Not the Shortest Path: Convert a Directory of Satellite Images to a Cloud Optimized Geotiff (COG)

Unified COG after trial and error

What is ‘Not the Shortest Path’?

I really enjoy writing and sharing some of my ideas or work, but I have been struggling to create a consistent habit out of it. I find it difficult to let go of what others might think. I am committing to letting go of my fears of judgment. I am not a writer, nor just a developer.

The Problem

For a project on land-use change and reforestation in the greater Montreal area, we were given access to 25cm aerial imagery. The imagery came in a separate folder with thousands of images.

Tree output of folder
  1. Use a mosaic approach
Example image in a rural area.
  • Single merged file
  • Added overviews(its a COG after all)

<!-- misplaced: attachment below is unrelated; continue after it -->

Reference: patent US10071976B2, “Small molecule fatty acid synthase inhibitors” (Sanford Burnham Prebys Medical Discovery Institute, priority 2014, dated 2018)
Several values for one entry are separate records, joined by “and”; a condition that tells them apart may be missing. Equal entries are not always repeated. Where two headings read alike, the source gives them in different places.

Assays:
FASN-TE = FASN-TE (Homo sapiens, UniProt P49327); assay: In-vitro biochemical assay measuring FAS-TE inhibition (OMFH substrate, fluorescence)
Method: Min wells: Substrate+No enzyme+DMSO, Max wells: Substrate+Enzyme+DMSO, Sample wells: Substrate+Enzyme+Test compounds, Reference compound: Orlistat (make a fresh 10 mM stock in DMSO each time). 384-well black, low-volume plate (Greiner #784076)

• No distortions or artifacts

First Attempt — Project, Merge, and Overviews

In the first attempt, I used the logic of projecting all the raw imagery into the desired EPSG:3857, merging the output of the projection, and finally adding the overviews to the merged file. The series of GDAL commands I used are shown in the code:

COG with artifacts around the board of each individual image

Second and Final Attempt — Merge, Project, and Overviews

We were rather convinced that the artifacts were the result of executing the projection before the merge. Our hypothesis was to switch the faulty merge and the projection step.

COG without the artifacts around the borders of the image

Conclusion

One of my key takeaways is no matter how powerful the tool you use to process imagery or other data for that matter, we can’t hide all of the intricacies to the end-user. GDAL is a tremendously flexible and great tool, but it is up to us end-users to figure out how to use it in a given context.

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